The first TTI sequential race gearbox ever sold to a customer is still going strong after 14 years. In fact earlier this month it scored a Kiwi motorcycle and rider three wins and a second. Racing enthusiast Ross Graham who owns the AMC 6 speed magnesium says TTI gearboxes are superior, hardy and perform well. He says this gearbox has lasted competitions at top levels since 2005 without any breakdowns whatsoever. At one stage Ross made a few changes – but only to achieve different ratios. The TTI “number one gearbox” in a McIntyre Matchless pulled off the wins and second placing in four races at the Mike Pero Southern Classic 2019 event in Timaru just days ago raced by Jason Easton on behalf of Ross.
Owner of four TTI sequential race gearboxes
These days Ross is now the proud owner of three TTI motorcycle sequential race gearboxes. As well as the original number 1 gearbox, he also owns another 6 speed AMC and another 5 speed AMC version. Ross also has a TTI sequential race car gearbox and after four year and a half years of Targa endurance racing on mostly country roads that gearbox is only now being refreshed at the TTI Nelson workshop.
New Zealand made a draw card
Ross first met TTI founder Bruce Verdon at a big classic bike meeting at Pukekohe. He saw Bruce’s new TTI gearbox on display and competed against Bruce who was racing successfully with it. Ross says he was sick of having to get his current box repaired and wait for parts to come from overseas so jumped at the chance to buy a New Zealand made gearbox from Bruce. He was happy that should he need parts he would be able to get them quickly but as it turned out he didn’t need repairs with his new TTI gearbox.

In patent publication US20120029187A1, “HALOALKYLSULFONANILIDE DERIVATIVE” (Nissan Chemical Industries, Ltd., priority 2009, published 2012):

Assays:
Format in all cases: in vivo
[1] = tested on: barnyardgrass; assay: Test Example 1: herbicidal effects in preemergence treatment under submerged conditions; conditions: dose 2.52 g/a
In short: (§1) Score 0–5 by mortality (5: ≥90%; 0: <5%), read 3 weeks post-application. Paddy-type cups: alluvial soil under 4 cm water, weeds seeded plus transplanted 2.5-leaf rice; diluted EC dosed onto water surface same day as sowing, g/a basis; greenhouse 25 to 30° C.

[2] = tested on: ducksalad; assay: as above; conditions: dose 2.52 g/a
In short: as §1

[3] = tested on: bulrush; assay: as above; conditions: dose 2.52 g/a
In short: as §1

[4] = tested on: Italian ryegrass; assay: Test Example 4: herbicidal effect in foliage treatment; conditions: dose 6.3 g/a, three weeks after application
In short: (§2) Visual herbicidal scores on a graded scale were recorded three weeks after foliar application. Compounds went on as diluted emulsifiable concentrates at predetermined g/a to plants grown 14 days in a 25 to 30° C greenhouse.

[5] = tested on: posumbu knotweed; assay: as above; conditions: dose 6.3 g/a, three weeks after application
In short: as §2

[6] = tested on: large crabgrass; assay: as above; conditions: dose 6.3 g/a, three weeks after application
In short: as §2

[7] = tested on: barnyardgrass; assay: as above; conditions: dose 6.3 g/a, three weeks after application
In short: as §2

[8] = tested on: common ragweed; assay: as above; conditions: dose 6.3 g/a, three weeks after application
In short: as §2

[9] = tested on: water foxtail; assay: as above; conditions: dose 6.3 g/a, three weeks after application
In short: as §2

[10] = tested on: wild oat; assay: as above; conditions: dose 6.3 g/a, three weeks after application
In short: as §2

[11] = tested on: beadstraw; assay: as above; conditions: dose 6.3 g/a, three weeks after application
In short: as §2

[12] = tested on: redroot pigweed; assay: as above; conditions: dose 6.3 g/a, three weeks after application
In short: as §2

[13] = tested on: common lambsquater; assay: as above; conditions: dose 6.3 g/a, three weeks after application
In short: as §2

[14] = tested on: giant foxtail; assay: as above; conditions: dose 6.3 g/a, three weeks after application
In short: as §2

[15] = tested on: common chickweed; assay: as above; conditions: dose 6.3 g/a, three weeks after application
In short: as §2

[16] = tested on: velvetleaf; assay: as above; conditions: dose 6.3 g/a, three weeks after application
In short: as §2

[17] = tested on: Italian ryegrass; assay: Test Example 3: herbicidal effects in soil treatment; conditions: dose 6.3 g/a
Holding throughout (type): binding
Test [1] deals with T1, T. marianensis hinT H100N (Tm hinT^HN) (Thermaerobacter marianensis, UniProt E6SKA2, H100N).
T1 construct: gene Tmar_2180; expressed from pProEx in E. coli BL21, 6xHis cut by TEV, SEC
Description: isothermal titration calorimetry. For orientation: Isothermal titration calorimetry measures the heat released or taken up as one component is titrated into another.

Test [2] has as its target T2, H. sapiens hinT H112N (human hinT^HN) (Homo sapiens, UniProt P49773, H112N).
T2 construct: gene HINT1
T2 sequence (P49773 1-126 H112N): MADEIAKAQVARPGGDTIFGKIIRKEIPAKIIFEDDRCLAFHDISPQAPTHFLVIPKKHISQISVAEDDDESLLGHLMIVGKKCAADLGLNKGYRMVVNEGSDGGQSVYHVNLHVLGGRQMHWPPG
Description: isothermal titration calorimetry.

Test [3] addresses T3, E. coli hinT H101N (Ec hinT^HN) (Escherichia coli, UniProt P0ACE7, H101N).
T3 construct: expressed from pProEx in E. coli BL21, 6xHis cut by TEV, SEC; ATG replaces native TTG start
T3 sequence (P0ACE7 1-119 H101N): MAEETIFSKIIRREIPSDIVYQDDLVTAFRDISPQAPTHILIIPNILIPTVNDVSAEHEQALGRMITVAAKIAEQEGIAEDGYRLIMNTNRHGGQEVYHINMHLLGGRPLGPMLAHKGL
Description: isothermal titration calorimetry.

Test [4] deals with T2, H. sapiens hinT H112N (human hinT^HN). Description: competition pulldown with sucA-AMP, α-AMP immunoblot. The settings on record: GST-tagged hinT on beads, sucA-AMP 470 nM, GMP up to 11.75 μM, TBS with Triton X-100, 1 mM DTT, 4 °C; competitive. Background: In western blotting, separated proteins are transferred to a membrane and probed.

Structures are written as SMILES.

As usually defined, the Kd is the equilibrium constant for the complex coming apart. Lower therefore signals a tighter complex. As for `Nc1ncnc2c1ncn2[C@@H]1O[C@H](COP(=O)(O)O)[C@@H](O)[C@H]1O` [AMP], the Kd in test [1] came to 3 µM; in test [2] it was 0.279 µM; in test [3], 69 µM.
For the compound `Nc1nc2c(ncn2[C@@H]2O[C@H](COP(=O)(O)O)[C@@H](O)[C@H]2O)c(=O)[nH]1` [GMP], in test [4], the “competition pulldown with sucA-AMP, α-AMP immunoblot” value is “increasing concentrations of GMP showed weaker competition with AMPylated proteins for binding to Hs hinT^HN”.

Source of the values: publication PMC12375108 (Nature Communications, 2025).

TTI sequential race gearboxes are hardy, perform well and are superior to other gearboxes
Ross says that TTI gearboxes are a good product with good service, made in NZ and with staff easy to deal with. The reason he likes the TTI race motorcycle gearbox so much is that it has a “far better gear change system than the classic British solder stuff.” TTI gearboxes are far superior, Ross says, with more modern change mechanisms. They change “better, cleaner, smoother and more direct,” he says. They are superior, hardy and perform well, he says.
Nowadays Ross, born and bred in Taranaki, gets other riders to compete on his bikes but Ross still drives his own cars. He owns a string of truck maintenance companies having been a mechanic all his life so keeps all his vehicles and bikes up to scratch himself.
The number one TTI gearbox will next feature at The Island Classic at Phillip Island in Victoria Australia in January.